ILSOYADVISOR POST

Understanding Soil Compaction

Compaction limits root growth, soil porosity, water movement and water holding capacity, and causes water ponding. And everyone knows that soybeans don’t like wet feet. Growth will stall, and plants are vulnerable to root and stem rots. Unfortunately, compaction can be created quickly but it takes time to fully remediate a breakdown in soil structure so it’s better to prevent it from happening in the first place.
 
Compaction Avoidance: There are several things we can do to avoid creating unnecessary compaction. They include: 
  • Avoid working soils when too wet
  • Use the smallest equipment vehicle possible for the job
  • Reduce axle loads below 10 tons
  • Decrease contact pressure by: 
    • Increasing tire width & height
    • Using duals, triples or radials
    • Reducing tire pressure
    • Using tracks with multiple axles
  • Reduce trips across the field
  • Utilize controlled traffic lanes
  • Utilize auto-steer
  • Increase swath width
  • Use tillage sparingly 
    • No-till
    • Strip-till
    • Minimize depth of tillage
 
We can also take other proactive steps to increase the resiliency of the soil to resist compaction. They include:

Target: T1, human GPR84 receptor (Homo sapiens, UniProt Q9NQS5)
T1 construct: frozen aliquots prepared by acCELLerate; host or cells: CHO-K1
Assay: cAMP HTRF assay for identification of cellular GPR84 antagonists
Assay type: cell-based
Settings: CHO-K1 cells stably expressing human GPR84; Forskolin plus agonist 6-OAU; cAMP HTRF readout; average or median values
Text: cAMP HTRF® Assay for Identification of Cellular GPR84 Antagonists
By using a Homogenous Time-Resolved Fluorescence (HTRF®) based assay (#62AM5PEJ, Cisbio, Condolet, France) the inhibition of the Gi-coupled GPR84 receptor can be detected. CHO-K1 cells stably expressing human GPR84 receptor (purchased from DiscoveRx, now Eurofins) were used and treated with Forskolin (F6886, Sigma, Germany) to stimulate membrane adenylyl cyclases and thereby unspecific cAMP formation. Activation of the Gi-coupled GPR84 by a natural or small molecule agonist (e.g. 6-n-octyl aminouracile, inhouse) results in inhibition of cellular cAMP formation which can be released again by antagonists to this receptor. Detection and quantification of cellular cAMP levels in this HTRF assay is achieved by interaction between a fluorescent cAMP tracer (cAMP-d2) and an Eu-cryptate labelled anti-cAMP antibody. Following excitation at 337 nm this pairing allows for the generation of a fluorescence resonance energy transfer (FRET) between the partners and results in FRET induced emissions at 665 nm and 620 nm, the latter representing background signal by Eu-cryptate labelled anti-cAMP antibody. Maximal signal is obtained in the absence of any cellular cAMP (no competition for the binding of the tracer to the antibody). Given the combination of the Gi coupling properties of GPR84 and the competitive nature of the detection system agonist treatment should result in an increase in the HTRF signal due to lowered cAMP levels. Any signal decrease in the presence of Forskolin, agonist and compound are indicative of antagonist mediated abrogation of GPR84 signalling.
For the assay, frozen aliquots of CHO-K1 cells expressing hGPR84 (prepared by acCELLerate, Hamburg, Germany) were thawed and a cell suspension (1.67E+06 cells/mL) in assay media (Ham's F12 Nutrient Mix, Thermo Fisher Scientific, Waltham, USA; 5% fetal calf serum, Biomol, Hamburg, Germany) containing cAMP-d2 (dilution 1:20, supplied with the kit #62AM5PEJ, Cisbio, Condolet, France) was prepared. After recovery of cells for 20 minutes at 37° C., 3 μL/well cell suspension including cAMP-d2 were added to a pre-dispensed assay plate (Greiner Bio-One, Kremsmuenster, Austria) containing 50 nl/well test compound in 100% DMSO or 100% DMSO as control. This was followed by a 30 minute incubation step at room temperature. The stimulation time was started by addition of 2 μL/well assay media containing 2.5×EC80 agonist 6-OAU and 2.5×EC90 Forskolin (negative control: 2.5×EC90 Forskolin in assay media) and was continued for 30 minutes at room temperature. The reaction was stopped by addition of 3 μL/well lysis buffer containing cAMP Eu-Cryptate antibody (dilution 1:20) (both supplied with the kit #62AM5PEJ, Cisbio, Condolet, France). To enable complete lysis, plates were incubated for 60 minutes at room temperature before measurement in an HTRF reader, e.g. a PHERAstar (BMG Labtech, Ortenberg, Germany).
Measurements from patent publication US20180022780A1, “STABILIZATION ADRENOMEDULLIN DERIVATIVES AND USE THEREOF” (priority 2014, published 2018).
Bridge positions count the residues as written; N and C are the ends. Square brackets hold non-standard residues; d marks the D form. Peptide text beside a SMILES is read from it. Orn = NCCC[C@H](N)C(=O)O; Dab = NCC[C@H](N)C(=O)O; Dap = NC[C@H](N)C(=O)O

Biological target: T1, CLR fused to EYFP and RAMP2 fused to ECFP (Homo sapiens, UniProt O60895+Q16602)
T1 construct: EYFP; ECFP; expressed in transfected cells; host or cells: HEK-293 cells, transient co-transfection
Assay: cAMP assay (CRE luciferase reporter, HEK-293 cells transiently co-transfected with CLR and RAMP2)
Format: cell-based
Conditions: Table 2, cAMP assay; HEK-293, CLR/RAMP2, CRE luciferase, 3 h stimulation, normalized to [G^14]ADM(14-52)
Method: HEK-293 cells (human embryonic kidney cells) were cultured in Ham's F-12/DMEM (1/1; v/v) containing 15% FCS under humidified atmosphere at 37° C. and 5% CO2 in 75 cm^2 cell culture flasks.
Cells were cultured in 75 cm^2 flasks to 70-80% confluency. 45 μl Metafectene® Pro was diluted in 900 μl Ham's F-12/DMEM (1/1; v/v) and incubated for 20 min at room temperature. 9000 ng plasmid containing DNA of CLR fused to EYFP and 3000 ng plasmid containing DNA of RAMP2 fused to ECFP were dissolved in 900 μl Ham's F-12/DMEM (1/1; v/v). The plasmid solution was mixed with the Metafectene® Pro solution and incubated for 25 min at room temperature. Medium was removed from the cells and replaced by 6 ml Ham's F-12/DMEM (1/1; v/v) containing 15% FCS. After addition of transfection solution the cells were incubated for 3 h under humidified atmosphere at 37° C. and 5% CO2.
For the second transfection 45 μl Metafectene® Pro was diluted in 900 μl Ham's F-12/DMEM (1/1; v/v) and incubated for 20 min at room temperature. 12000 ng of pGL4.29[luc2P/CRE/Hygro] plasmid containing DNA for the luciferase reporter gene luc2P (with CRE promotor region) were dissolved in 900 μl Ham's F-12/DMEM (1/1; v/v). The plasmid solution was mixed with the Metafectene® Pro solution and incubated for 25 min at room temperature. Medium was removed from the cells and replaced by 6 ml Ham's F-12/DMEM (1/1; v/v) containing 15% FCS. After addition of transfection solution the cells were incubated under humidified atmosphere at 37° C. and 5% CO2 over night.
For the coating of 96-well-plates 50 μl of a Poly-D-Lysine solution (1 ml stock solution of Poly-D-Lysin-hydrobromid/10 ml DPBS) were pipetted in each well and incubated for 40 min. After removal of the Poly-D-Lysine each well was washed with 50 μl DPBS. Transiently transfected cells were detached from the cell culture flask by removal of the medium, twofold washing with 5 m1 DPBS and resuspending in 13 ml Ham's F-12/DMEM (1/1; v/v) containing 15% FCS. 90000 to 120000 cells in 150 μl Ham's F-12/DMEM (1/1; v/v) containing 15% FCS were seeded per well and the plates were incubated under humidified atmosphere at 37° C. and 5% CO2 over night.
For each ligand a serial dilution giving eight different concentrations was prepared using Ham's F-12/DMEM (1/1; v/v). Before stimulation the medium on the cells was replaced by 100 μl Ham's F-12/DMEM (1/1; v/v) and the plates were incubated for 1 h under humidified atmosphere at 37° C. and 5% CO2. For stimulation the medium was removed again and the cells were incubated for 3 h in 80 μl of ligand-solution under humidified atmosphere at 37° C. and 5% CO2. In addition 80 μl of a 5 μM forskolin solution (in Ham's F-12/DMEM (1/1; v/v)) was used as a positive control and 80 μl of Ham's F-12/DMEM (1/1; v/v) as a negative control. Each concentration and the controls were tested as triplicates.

• Adopt conservation systems 
    • Increase water infiltration
    • Decrease evaporation
    • Sequester more carbon
    • Increase water storage
  • Increase soil organic matter
  • Increase soil biology
  • Manage residue more effectively; recycle nutrients
  • Utilize cover crops and crop rotations to improve soil structure
  • Consider surface and subsurface drainage improvements
  • Add manure and humus compost
  • Modify practices that caused compaction (leave three check strips for evaluation purposes)
 
Adverse Effects of Deep Tillage: Many growers resort to frequent deep tillage or ripping to remediate compaction. There is a time and place for most corrective measures, but one must evaluate the risks and benefits of each. Research shows that deep tillage to eliminate compaction can be beneficial under certain conditions but can also have potential negative effects. These include: 
  • Reduced soil fertility
  • Deterioration of soil structure
  • Loss of plant available moisture
  • Increase in salt levels
 
Corrective Actions: We need to employ best agronomic practices both to prevent and correct compaction. Good soil stewardship involves combining wise tillage and managing soil biology to maintain and improve soil health. A biologically active soil will become more resistant to soil compaction. Experience has shown the following to be beneficial:
  • Plant diverse crops and cover crops that vary in rooting depth and root types (fibrous vs. taproot).
  • Plant crops with roots that break up compacted soils, such as alfalfa or radishes.
  • Use “Wise Tillage” as a short-term solution. The soil loosening benefit of tillage can be maintained for longer if roots can be grown to fill the pore spaces soon after tillage.
  • Use soluble calcium to increase soil pore space. This can include high calcium lime, gypsum and liquid products such as PractiCal, AgriBoost CA and Caliber.
  • Promote soil biology by managing the soil and adding microbial and feedstock soil amendments.

Alan Dale


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